Boasting two 18-hole golf courses, tennis courts and a newly built beach house, the CLCC enjoyed great popularity throughout the Roaring Twenties. Membership suffered in the lean Depression years, however, and the club finally closed its doors in 1938.

The Franciscan Order of Lake Forest acquired the property in 1944. The mansion’s first floor parlor became a chapel. Dole’s water-damaged cupola tower was removed.Priests lived upstairs, and the annex served as a seminary for high school boys. In 1972, after low enrollment had forced the Gray Friars to close the school, the site was virtually abandoned.

The First Congressional Church of Crystal Lake purchased the property in 1976. Two years later, the annex re-opened as Lakeside Center. Every summer, Lakeside Center sponsored the week-long Lakeside Festival, which originated as an ice-cream social and evolved into the much larger event we recognize today with carnival rides, games, food and music.

Time had taken its toll on the Dole Mansion. Crystal Lake sat on the cusp of suburban sprawl, and historic preservation became more important than ever. The church worked with local preservationists, and the Dole Mansion Preservation Society was born. Thousands of hours were devoted to restoration over the next 25 years. Nonetheless, church members voted in 2000 to sell the historic site, a practical but difficult decision leaving the Dole Mansion’s future in doubt.

… And a Community Comes Together

The price tag was $1.6 million. In 2001, the Crystal Lake Park District held a referendum asking the city to buy the property, which tax-weary voters rejected. Private prospectors eyed the estate and proposed building a full-time wedding facility, a seniors’ home or an upscale spa and fitness center. There were, of course, whispers of more housing. Area residents thought otherwise and rallied together to save this historic gem. They formed the Lakeside Legacy Foundation and, facing a 60-day injunction before the property would be sold to a Chicago developer, issued a bold challenge to the community: Who will raise the most cash to save the Dole?

Thousands responded in an unprecedented groundswell of support. Enough money to purchase the estate was raised in just 42 days, sending the big city developers duly packing. The Dole Mansion was awarded historic landmark status by the Crystal Lake City Council in 2007. Nobody can touch it now.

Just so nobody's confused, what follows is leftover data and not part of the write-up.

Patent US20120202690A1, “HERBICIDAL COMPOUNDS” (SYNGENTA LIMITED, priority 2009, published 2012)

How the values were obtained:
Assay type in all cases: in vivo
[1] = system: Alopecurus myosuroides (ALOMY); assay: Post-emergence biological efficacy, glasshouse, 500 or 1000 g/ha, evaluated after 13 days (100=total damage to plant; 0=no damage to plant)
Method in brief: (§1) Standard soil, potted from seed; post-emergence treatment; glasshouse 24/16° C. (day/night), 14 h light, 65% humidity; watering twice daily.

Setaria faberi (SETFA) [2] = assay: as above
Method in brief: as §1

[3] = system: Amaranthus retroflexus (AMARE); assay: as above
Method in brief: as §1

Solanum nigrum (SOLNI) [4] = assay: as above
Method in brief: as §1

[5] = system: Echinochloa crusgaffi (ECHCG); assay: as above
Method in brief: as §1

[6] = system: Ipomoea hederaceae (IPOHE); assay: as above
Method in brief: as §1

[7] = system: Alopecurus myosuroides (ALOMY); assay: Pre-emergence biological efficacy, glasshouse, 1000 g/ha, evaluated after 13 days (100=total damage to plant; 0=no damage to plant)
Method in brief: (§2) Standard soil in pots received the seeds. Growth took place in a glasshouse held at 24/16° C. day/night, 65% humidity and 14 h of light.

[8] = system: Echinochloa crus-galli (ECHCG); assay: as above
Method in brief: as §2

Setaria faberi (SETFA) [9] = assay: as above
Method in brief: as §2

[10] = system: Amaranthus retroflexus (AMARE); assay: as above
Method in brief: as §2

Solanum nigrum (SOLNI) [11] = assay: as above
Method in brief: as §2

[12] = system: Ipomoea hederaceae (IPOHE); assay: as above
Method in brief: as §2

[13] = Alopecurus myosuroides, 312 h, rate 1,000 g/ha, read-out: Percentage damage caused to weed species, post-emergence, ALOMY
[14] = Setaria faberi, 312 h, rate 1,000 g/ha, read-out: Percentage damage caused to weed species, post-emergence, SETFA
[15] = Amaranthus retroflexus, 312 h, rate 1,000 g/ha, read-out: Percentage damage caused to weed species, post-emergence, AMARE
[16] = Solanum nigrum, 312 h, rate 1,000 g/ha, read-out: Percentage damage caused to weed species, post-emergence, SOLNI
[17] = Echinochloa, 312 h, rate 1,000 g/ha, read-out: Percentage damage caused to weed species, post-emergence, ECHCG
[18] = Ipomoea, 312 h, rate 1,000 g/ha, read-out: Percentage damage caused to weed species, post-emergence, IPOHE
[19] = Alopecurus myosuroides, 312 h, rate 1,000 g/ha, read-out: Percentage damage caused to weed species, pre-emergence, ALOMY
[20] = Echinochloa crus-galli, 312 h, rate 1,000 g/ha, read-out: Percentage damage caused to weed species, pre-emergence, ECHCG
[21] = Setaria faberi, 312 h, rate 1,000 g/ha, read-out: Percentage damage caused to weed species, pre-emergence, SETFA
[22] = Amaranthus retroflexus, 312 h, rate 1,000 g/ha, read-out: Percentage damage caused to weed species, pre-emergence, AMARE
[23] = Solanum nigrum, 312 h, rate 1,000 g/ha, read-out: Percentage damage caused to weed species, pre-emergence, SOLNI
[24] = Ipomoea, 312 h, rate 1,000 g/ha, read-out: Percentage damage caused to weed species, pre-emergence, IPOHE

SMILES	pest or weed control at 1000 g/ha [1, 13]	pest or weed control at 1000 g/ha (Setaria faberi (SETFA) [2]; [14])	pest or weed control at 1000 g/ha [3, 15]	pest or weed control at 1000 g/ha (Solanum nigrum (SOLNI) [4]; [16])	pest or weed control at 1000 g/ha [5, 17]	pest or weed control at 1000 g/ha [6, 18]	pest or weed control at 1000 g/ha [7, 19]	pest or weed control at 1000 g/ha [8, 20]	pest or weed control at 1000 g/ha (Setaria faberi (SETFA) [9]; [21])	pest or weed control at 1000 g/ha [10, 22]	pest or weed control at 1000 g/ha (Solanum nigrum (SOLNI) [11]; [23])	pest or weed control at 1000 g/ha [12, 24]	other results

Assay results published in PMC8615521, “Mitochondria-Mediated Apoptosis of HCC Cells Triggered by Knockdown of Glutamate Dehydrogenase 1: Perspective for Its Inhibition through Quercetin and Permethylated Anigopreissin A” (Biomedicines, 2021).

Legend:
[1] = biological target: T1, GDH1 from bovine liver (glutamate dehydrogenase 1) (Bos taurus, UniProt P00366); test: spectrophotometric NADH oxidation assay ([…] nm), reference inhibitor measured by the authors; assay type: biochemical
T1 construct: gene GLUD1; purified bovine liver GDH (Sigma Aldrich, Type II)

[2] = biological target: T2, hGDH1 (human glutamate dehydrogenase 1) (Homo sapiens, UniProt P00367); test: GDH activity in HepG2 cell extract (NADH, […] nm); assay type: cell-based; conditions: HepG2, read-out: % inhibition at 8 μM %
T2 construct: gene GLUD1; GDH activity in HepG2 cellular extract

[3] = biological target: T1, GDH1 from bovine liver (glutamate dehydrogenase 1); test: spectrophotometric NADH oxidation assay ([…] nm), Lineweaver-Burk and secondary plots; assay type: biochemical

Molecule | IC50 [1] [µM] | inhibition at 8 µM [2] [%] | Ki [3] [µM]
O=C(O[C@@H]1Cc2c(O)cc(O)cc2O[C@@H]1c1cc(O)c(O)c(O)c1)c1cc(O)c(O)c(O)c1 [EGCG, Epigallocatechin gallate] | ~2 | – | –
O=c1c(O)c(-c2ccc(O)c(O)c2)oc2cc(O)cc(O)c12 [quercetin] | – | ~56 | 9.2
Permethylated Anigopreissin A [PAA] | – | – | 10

The Lakeside Legacy Arts Park is abuzz with life today. The old annex houses some 18 tenants, ranging from a recording studio, to a ceramics workshop, to several fine arts studios. The newest addition will be the Lakeside Culinary Arts School, slated to open in October 2007. The country club’s old ballroom is now the Sage Gallery, a showplace for local talent, and the annual Lakeside Festival has been revived.

The Dole is being meticulously renovated under the guidance of Virginia Howley, Director of Interior Design. “It has been a rewarding experience to work with the historic colors, style and stately elegance of the Victorian Era and to know that we are preserving it for our children to experience,” said Howley. The original black walnut trim throughout the mansion has been uncovered and decades of paint peeled away by a volunteer ladies group called the “Dole Strippers.” But, the first major project was Dole’s favored cupola tower, unveiled at the park’s opening in May 2005, fully restored to its 1865 glory.

Any surviving Civil War-era residence is bound to have its share of ghost stories. When asked about signs of the supernatural at the Dole, Christin Kruse, Director of Community Development for Lakeside Legacy Arts Park, answers unwaveringly, “There is no doubt in my mind that there is a spirit here; it is a spirit that wants to provide magic and art to the community.”

The Crystal Lake Historical Society shared their knowledge and resources for the writing of this article. The purpose of the Crystal Lake Historical Society is to identify, preserve, present and promote through education, the history of Crystal Lake, Illinois. Contact Diana Kenney at 815-455-1151 for more information, or visit them online at www.cl-hs.org. Also written in cooperation with the Lakeside Legacy Arts Park. The Park’s mission is to preserve and protect the Dole Mansion and Lakeside Legacy property for community use in a natural and historic setting. Contact them at (815) 455-8000 for more information, or visit online at www.dolemansion.com.